Iceland Knows How To End Drugs In Schools – Lessons For The US

Iceland Knows How To End Drugs

Currently, Iceland occupies the first place in the European countries for adolescents with a healthy lifestyle. The percentage of boys between 15 and 16 who had taken a binge the previous month plummeted from 42% in 1998 to 4% in 2019. The percentage of teens using cannabis has ever decreased from 17% to 7%, and that of daily cigarette smokers has fallen from 23% to just 3%.

The country has managed to change the trend in a radical and empirical way, but it has been based largely on what we might call nothing short of a miracle. "It's the most extraordinarily intense and profound study of the stress in teenagers' lives I've ever seen", praises Milkman, a PhD in medical science. "I am very impressed with how well it works".

If adopted in other countries, he argues, the Icelandic model could be beneficial for the general, psychological and physical well-being of millions of young people.

“In the early 1970s, when I was working as a resident at the Bellevue Psychiatric Hospital in New York, LSD was already in vogue, and many people smoked marijuana; there was a great interest in why people took certain drugs”. Only recently, people started shifting from these extremely dangerous drugs to relatively safer alternatives, such as CBD Oil.

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Milkman's doctoral thesis concluded that people chose heroin or amphetamines depending on how they wanted to deal with stress. Heroin users preferred to numb themselves, while people taking amphetamines preferred to actively confront it. When his work was published, Milkman joined a group of researchers recruited by the National Institute on Drug Abuse in the United States to answer questions such as why people start using drugs, why do they keep doing it, when it reaches the threshold of abuse, when they stop using them and when do they fall.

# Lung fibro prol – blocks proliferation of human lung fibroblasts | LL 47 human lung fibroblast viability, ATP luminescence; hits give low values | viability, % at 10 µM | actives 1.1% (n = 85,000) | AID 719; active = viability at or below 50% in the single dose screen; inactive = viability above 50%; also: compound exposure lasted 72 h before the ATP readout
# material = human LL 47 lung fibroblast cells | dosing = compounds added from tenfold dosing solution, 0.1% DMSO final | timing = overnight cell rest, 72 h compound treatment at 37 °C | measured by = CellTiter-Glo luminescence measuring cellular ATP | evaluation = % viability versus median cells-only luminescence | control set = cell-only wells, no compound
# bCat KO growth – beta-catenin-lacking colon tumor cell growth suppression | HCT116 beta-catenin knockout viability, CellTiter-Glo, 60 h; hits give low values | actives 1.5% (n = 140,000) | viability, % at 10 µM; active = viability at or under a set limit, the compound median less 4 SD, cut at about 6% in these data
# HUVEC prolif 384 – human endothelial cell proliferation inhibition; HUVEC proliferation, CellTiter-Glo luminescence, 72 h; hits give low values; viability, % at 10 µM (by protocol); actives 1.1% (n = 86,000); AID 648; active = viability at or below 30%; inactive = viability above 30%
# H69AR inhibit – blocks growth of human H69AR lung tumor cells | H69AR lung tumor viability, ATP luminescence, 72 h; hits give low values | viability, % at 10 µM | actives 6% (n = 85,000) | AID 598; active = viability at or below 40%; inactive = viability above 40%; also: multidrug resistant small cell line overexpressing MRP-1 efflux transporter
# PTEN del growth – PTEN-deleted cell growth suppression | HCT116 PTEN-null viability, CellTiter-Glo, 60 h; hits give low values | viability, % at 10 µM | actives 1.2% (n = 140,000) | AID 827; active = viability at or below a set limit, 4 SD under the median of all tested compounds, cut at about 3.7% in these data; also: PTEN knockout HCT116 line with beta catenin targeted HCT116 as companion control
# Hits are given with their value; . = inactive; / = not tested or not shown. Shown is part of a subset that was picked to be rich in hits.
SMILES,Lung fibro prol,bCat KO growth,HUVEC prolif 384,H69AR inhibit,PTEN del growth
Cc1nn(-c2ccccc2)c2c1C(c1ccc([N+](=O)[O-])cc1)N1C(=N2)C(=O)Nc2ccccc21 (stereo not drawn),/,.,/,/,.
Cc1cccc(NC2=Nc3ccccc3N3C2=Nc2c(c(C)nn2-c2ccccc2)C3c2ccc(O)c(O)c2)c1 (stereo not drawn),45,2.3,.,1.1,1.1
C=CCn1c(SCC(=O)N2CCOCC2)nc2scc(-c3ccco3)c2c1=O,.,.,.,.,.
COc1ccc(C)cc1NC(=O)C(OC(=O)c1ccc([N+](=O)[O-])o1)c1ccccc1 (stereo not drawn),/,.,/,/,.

“Any kid of the faculty could answer the question of why it starts, and it’s that drugs are easy to get and young people like taking the risk. There is also isolation and maybe some depression playing a part”, he says. “But why do they continue to consume?”.

At Denver State Metropolitan University, Milkman developed the idea that the origin of addictions was in brain chemistry. The "combative" children were looking for something to get "high," and could get them by stealing hubcaps, radios, and later, cars. Of course, alcohol also alters brain chemistry. It is a sedative, but the first thing that it gets is the control of the brain, which can reduce anxiety at limited doses.

"People can become addicted to drinking, cars, money, sex, calories, cocaine ... anything," says Milkman. "The idea of ​​behavioral addiction became our hallmark."

In 1992, his Denver team had obtained a grant of $1.2 million from the Government to create the Self-Discovery Project, which offered teenagers natural ways to get high that are alternative to drugs and crime. They asked the teachers, as well as the nurses and therapists of the schools, to send them students who had problems with drugs or misdemeanors. This program helped them turn their lives around and it soon took over the entire country, fixing thousands of young people.

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